Kijek/Adamski continues to “break new ground” with its experimental approach to animation
Creative duo Kasia Kijek and Przemek Adamski are always up for a challenge, whether that’s combining 2D animation with stop motion or working solely with paper.
- Ayla Angelos
- 23 August 2021
Much can change in the space of eight years, especially if you’re creative duo Kasia Kijek and Przemek Adamski – of aptly named Kijek/Adamski. When we ask what’s changed in their world since we last featured the duo, they respond: “it’s not easy to summarise, because a lot has happened.” The first milestone is that they got signed with Strange Beast a few years ago, which opened many new and exciting doors in terms of pitching for new projects. This includes a rebrand ID of BBC Two, in which the duo hand cut 1,400 sheets of paper, and various other paper excursions such as Summer and Winter, as part of the self-promotion series, Haphazard Project.
What hasn’t changed, though, is that they’re still based in Poland. “There aren’t many opportunities to work with animation here due to the character of the local market,” says Kasia, “so sometimes we challenge ourselves to work on large-scale live shoots.” This can be seen in the commercial created with Anja Rubik for Samsung and Orange, as well as a film for Panattoni featuring young athletes and “a precisely measured set full of optical illustrations.” We’ve come to learn of the duo as being masters of animation, and not too much has changed in that department either. But one thing to note is that they like to “break new ground”, and get excited about experimenting in a new medium or two. “Especially when the project seemingly does not fit with our portfolio but is still built around a problem we can solve using our experience,” Przemek tells It’s Nice That.
When taking on a brief, Kijek/Adamski will make sure to approach it in the best way possible. Sometimes, they’ll onboard a team of freelancers to assist with larger and more time sensitive projects, and the team will always aim to “reach out to different people depending on the character of the challenge we have ahead of us,” says Kasia. They’re clearly adaptable, not to mention eager to take on new and exciting challenges. Even if they do refer to themselves as “control freaks”, it’s the hard work and collaboration with talented people they enjoy the most. “Receiving bits of subcontracted work is like opening birthday presents,” adds Kasia. “We are aware of our restraints, so we love to collaborate with people who are better than us in certain areas.”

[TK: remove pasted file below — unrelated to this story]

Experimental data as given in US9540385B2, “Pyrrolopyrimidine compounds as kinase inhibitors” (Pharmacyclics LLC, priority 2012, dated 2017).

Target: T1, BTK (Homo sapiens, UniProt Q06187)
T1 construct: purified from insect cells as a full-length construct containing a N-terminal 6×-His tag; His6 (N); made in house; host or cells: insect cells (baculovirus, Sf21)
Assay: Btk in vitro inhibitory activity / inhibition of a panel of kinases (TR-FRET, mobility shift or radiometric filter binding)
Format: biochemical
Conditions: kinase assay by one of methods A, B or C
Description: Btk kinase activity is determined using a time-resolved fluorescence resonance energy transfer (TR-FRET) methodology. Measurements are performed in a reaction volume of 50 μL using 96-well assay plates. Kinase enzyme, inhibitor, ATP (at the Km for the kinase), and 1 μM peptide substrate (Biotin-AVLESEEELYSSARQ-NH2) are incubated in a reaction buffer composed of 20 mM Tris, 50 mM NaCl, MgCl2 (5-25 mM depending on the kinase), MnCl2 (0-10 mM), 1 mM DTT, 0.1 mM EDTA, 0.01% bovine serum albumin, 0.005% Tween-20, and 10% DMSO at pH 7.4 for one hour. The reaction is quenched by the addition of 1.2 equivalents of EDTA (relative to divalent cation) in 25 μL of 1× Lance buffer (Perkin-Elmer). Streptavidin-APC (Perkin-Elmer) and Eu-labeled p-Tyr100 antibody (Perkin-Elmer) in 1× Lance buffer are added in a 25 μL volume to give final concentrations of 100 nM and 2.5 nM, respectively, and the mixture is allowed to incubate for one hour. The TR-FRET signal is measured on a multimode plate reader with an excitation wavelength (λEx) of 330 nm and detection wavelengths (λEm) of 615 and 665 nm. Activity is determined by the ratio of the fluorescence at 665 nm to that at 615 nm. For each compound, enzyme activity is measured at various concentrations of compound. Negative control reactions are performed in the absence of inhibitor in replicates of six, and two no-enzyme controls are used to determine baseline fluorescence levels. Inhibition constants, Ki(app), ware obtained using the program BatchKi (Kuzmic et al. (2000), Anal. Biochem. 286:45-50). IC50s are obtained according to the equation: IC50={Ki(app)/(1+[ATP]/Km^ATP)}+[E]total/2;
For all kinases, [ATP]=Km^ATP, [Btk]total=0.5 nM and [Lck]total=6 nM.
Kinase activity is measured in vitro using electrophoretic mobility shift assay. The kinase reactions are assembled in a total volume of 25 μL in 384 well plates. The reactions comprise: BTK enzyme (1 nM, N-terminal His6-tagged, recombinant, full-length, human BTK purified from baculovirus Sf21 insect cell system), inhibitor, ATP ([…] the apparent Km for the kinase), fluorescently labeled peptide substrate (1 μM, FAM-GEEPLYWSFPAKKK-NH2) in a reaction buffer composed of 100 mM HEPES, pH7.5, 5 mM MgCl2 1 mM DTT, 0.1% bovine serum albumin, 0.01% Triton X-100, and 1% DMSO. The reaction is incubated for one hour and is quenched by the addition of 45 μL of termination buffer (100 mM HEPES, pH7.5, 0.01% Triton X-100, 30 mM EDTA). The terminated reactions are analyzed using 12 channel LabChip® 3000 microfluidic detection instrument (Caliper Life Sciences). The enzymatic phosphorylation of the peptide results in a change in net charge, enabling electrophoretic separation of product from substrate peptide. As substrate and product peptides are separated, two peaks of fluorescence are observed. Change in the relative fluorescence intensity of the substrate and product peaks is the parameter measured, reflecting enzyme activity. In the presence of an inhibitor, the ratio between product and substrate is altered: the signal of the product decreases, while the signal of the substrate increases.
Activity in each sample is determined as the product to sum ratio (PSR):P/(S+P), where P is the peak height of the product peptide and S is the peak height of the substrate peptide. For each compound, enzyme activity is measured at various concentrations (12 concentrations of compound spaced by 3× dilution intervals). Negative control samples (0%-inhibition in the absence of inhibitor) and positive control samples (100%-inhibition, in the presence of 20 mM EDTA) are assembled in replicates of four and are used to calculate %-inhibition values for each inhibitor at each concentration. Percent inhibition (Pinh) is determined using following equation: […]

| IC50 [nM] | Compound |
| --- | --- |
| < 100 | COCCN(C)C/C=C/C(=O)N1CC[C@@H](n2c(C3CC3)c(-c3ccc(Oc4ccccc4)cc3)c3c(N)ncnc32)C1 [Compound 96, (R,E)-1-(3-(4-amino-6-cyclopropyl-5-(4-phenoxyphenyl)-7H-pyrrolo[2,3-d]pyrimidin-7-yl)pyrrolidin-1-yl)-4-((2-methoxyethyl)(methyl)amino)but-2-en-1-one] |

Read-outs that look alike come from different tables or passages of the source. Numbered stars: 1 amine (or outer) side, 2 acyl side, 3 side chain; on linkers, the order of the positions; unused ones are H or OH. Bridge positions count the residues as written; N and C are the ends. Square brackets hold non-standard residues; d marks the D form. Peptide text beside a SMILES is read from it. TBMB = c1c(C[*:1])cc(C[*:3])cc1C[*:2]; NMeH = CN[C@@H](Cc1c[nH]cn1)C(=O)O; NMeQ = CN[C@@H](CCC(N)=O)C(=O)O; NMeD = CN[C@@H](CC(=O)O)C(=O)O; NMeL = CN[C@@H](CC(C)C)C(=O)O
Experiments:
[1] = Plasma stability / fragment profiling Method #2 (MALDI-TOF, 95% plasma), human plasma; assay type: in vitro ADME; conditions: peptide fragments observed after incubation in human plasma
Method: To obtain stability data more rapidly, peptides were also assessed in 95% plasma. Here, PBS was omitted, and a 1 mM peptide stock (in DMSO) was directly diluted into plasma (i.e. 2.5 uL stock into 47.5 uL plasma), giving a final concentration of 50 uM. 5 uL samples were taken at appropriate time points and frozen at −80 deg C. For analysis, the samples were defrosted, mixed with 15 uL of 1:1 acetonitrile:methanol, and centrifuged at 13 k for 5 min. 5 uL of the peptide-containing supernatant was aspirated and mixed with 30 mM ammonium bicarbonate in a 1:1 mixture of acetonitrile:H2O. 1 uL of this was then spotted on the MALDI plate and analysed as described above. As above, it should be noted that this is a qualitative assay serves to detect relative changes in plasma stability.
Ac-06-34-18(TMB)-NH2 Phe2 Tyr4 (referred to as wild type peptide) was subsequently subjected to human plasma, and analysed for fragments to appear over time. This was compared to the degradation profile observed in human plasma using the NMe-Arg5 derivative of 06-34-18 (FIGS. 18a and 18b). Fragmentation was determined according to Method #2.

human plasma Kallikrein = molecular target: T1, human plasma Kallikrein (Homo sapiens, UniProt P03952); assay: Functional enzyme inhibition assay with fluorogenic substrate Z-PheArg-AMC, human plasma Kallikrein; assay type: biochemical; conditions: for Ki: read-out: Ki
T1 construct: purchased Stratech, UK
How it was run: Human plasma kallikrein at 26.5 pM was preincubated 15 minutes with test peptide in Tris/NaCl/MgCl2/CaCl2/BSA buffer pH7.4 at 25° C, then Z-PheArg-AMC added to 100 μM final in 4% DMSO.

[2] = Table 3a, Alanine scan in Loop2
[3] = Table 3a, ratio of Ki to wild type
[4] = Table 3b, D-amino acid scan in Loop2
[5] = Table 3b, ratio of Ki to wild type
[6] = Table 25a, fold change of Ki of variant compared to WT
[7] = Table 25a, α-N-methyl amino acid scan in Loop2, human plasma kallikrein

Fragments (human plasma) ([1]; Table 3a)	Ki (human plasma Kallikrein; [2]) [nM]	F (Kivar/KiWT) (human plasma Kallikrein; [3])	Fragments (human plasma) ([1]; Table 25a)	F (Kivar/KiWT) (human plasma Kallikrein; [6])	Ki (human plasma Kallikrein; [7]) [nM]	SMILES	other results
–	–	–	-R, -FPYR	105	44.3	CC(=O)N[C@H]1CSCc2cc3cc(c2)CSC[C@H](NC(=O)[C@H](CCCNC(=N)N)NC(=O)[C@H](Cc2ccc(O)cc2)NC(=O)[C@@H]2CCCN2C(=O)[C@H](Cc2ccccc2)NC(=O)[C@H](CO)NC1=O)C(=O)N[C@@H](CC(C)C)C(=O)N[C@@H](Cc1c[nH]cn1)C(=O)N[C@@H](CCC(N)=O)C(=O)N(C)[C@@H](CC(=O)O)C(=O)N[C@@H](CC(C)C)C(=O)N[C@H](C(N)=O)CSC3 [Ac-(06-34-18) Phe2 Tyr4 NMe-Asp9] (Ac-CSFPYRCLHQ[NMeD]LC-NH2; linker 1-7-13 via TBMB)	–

Putting this ethos into practice, a recent piece encompasses their drive for collaboration entirely: that being an episode of Headspace Guide To Sleep – a Netflix series looking at the science behind a good night’s sleep, with tips on how to get it. Kijek/Adamski worked to a “very strict schedule” and, with the timeline in mind, the pair decided to steer away from their signature handcrafted approach. Approaching things slightly different, and making sure not to lose the charm of tactility, they pitched a 3D modelled background instead, “which gave everyone involved a better chance to comment on the designs throughout the process,” says Przemek. With eight 3D animators and clean-up artists at their side, the team succeeded in delivering a wonderfully dynamic animated piece on deadline, where textiles and colour are used to reference the more analogous process they’ve become so well known for. “It was tempting to use this opportunity to animate crazy transitions and dynamic sequences,” adds Kasia, “but since the series concerns sleep and the brief specifically said the object of this was to soothe the viewer to slumber, we avoided the quick pace of the narrative.”
Comparatively, and with a more relaxed schedule, the duo worked on the film Brothers and Sisters Kombucha, wherein they combined stop motion 2D and 3D techniques as a “hint” to the three main ingredients of the fermented drink. By toying with juxtaposition, each style has a purpose as the softer background shapes contrast with the sharp line drawings of the characters – the latter are skateboarding about, watering the plants and meeting for a drink. Following an open brief, Przemek adds: “We only had to reflect the content of the text in our narrative and possibly incorporate the character design from the brand’s logo made by Ola Niepsuj. Obviously, the most rewarding part of the process was preparing the physical objects and this work infused our interest in working more with character design.”
In the near future, the duo plan to finish up a self-initiative project – a nine-minute animated film that’s been in the making for three years. Named Slow Light, they refer to this one as their most “ambitious take on storytelling to date”, but equally it’s the “epitome of our technique-driven approach to narrative,” says Kasia. Featuring a marriage of 2D and stop motion techniques, the film will follow the story of a man who’s stuck in the past, and unable to live in the present. Look out for more to be released very soon!
Kijek/Adamski: Tylko Truck (Copyright © Kijek/Adamski, 2021)
About the Author
Ayla is a London-based freelance writer, editor and consultant specialising in art, photography, design and culture. After joining It’s Nice That in 2017 as editorial assistant, she became online editor in 2022 and continues to work with us on a freelance basis. She has written for i-D, Dazed, AnOther, WePresent, Port, Elephant and more, and she is also the managing editor of design magazine Anima.